We are being bombarded by a rather misplaced and dispiriting EU referendum campaign that has become a David Cameron v Boris Johnson battle of old Etonian egos. Where is the real debate? Where is the substance? Voters have been left somewhat bewildered about how to vote.
For me it is a no brainer. I want Britain to remain in the EU – for some obvious economic reasons. Leaving the EU would be an economic absurdity.
Brexit supporters are conveniently forgetting some inconvenient truths:-
So much innovation and research funding is underpinned by EU grants. This is vital money and there is no talk about how we would replace it if we left the EU. This is particularly relevant to Cornwall – receiving over £1billion in EU funding for enterprise and tourism. Without EU funding the Eden Project probably would have remained a pipe dream without funding.
It is clear to me that those who want to leave have no economic vision or idea of what they want to leap into.
What about businesses who have specifically opened offices and employ people in EU countries, so currently benefit from the protection EU laws offer, especially in areas such as intellectual property and funding streams. How will they be protected if Britain leaves?
I sympathise with those who say Brussels is inefficient and bureaucratic. But it isn’t as simple as all of that. We have voted for the vast majority of rules in the EU. And outside the EU, we would be more vulnerable to the growing protectionism we see coming from the US and other places. It must be true that you are less important to the other side in terms of trade when you are relatively small.
In the near term, Brexit will mean the pound falling, and that will mean the value of sterling assets declining in some disorganised way. And because insurers are the biggest holders of sterling assets, that would be bad for UK financial based companies and, by extension, for the people they serve – their customers.
In the medium term, half of the value of UK banks and insurance companies business is on the continent, and anything that makes it more expensive or difficult to operate will be negative.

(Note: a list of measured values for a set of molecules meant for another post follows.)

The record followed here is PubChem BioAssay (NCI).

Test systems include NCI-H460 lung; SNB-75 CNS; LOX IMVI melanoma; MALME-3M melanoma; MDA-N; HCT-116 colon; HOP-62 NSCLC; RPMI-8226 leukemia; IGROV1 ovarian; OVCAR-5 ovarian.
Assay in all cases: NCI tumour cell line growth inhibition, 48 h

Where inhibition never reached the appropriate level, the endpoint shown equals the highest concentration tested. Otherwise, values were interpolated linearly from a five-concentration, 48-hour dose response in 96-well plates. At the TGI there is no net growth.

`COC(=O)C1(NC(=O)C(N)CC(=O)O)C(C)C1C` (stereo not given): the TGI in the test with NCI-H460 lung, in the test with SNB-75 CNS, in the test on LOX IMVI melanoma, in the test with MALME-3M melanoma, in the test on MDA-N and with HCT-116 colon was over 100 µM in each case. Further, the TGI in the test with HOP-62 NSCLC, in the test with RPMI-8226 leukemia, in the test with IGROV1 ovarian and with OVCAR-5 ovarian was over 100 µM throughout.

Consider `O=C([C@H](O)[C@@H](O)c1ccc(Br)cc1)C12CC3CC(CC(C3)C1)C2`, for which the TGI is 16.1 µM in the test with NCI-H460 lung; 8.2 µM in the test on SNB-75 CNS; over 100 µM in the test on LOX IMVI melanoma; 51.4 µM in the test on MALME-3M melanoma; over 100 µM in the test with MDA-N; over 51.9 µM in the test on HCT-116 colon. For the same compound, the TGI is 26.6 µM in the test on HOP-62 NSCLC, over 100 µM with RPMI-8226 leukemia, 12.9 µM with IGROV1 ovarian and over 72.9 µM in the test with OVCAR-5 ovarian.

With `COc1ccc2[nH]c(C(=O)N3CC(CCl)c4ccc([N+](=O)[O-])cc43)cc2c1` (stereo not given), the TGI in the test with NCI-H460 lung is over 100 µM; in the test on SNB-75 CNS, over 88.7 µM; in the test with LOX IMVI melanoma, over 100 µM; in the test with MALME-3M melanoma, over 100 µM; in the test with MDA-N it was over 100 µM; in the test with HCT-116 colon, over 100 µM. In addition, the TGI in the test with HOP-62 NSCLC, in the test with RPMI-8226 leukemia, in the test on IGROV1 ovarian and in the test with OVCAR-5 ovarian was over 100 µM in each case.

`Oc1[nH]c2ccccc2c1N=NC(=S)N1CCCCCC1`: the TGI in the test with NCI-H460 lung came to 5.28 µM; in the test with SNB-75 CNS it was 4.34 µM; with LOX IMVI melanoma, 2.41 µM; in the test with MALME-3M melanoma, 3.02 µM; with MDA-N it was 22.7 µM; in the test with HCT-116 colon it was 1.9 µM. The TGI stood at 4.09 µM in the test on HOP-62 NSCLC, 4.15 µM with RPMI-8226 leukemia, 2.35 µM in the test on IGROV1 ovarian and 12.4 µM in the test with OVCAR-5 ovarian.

Britain experimented with a lower-valued sterling after the 2008/2009 financial crisis, when it went down by more than 25%. Yet the result was only higher inflation without a rise in exports.
The Leave campaign say we could get rid of unnecessary regulation if we leave, but most of the rules covering the financial services industry brought in over the past 10 years have come from the UK not the EU.
UK insurance companies have fought for years to create a level playing field with overseas competitors – many of them are the biggest insurers in Europe, such as Allianz in Germany – and if we were to experience different rule books, that would only make life more difficult, especially when trying to gain market share in Europe and even after Brexit the financial industry would need to comply with EU rules as they changed anyway.
Those who want Brexit believe all the burdens of bureaucracy will disappear. They are kidding themselves. Of course say, farmers don’t like the extra regulatory cost of things like fulfilment of health and safety regulations – it must be paid whether you are profitable or not – but it is necessary and is not going away. Much of it has been passed into Scottish or UK law – and it’s going to stay that way. And why wouldn’t it when the EU is by far the biggest market for our produce. The EU offers UK traders and exporters 500 million customers without prohibitive tariff agreements.
It has been estimated that UK trade with some countries in Europe could have increased by as much as 50% as a result of EU membership.
If we leave, there will be extra tariffs on foodstuffs. We would not have trade agreements with the EU countries and would need to get them fast. Would they be on the same terms?
Finally, The UK’s net contribution to the EU budget is around €7.3bn, or 0.4% of GDP. As a comparison that’s around a quarter of what the UK spends on the Department for Business, Innovation and Skills, and less than an eighth of the UK’s defence spend.
The £116 per person net contribution is less than that from Sweden, Denmark, Finland, Germany and the Netherlands.
And this is the critical figure:
The overall net benefit of EU membership to the UK is in the region of 4-5% of GDP or £62bn-£78bn a year – from inward investment, subsidies, grants and trade agreements.
These are just a few of the compelling economic reasons why Britain is stronger in the EU and that Brexit is an economic absurdity. Despite Brexit supporters providing arguments to the contrary, actual hard evidence should always play a hugely important role when making a decision on the EU Referendum.